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Counting Array Elements at Compile Time

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Ivan is a Lead Engineer with GE Energy, where he develops software for equipment monitoring and performance optimization. He can be contacted at [email protected]

The traditional way to find the number of elements in an array in C++ has been to calculate it using the sizeof operator. For example, to loop over the elements of an array, you might write this code:

long a[] = { 2, 3, 5, 7, 11 };
int count = sizeof(a)/sizeof(a[0]);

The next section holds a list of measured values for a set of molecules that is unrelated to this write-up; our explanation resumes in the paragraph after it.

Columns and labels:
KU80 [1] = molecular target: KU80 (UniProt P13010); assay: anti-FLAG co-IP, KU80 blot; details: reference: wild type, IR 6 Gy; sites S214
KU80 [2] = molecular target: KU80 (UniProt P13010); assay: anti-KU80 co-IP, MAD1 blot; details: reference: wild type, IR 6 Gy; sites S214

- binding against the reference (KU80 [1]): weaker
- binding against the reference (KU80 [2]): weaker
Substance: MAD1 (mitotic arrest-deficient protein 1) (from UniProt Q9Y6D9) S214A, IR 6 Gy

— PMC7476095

for ( int i = 0; i != count; ++i )
   /* ... process a[i] ... */ ;

Sometimes the sizeof expression is wrapped in a macro to make it more readable:

#define COUNTOF(x) \
   ( sizeof(x) / sizeof((x)[0]) )

In this article, I present a new type-safe way to write COUNTOF so that it produces a compile-time error if you accidentally pass it a pointer, std::vector, or anything else other than the built-in array. The new version also preserves the good features of the traditional COUNTOF, including:

  • Readable notation.
  • Produces a compile-time constant.
  • Works even for local types.
  • Works on older compilers (Visual C++ 6, for instance).

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